In the previous Resource, my fellow columnist Guido Camps highlighted WUR’s successful publicity for the announcement of its new Dutch banana. Since then, I have been seeing communication strategies everywhere I look and I have learnt to appreciate the good ones. I now realize an effective communication strategy adds something. Even if it is only about empty supermarket shelves.
Lidl has been selling Kipster eggs for nearly six months now. You may know them: white eggs in a blue container from a Limburg farm that claims to be the most ‘animal-, human- and environmentally friendly in the world’. The Kipster concept was inspired by Wageningen research and it is often seen as a shining example of circular agriculture. Anyway, the eggs were gone last week.
Fortunately there was a sign. The first batch of laying hens had been replaced by a second batch. The Kipster eggs would be back once they started laying. That’s reassuring of course, but my point is that little bit of explanation. The brief bonus exposition on the production cycle of a laying hen. There must have been people standing in front of that shelf and wondering — perhaps for the first time — how it all works.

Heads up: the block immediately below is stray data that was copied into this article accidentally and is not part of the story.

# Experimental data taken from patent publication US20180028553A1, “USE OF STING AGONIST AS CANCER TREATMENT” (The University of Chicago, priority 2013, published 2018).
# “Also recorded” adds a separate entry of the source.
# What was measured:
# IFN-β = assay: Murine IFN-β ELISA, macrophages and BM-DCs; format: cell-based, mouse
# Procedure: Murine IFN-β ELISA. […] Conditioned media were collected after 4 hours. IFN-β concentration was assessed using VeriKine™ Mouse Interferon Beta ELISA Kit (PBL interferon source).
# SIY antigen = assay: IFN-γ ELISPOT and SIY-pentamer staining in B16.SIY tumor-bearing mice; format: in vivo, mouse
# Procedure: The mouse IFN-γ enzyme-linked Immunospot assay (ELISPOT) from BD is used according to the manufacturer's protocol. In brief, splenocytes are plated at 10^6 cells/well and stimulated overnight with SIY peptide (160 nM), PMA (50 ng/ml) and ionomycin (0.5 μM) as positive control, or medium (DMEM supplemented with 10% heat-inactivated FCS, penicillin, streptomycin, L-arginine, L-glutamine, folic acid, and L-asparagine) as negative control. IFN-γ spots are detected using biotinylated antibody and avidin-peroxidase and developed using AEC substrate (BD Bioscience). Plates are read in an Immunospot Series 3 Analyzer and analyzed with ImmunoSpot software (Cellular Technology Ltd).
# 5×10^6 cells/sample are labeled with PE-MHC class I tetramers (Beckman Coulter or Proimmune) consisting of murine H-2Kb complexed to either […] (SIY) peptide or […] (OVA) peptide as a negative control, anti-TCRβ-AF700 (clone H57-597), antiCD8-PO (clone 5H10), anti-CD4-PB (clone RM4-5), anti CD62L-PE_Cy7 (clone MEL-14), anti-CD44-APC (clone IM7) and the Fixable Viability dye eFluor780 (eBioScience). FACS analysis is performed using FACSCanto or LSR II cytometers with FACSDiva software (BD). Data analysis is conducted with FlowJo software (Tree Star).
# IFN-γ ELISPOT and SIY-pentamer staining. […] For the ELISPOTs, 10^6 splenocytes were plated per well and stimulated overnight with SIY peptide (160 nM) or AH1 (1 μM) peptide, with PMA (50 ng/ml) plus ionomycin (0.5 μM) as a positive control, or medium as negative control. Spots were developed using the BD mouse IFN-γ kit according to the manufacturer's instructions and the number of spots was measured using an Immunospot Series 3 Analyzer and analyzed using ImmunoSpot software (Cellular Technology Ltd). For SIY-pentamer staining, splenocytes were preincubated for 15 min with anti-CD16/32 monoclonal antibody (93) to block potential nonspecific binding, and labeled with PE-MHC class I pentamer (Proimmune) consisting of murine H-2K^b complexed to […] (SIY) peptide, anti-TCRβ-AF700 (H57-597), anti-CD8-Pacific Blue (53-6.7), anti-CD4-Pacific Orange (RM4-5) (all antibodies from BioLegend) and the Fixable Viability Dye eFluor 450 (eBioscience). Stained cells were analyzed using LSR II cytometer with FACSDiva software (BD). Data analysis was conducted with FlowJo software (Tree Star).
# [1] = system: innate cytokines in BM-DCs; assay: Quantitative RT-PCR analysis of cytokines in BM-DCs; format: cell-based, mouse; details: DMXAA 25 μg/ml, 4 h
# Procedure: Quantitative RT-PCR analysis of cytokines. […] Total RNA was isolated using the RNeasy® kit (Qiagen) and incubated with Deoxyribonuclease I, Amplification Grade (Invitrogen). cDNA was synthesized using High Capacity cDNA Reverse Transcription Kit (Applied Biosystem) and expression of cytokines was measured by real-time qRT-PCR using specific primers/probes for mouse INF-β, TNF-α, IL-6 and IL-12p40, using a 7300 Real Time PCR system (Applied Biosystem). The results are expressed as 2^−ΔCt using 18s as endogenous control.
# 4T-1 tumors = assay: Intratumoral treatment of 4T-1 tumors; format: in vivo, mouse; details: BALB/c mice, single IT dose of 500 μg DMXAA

They would not have to search far for the answer, as Kipster has explained in great detail on social media how they capture, transport and slaughter their chickens. That degree of transparency may not be new or unique but it deserves mention. Guido is right that good communication about science is priceless. So is telling the whole story behind an everyday product, in my opinion.
Vincent Oostvogels (22) is exploring the delicate interface between nature management and food production through his two Master’s programmes, Forest and Nature Conservation and Animal Sciences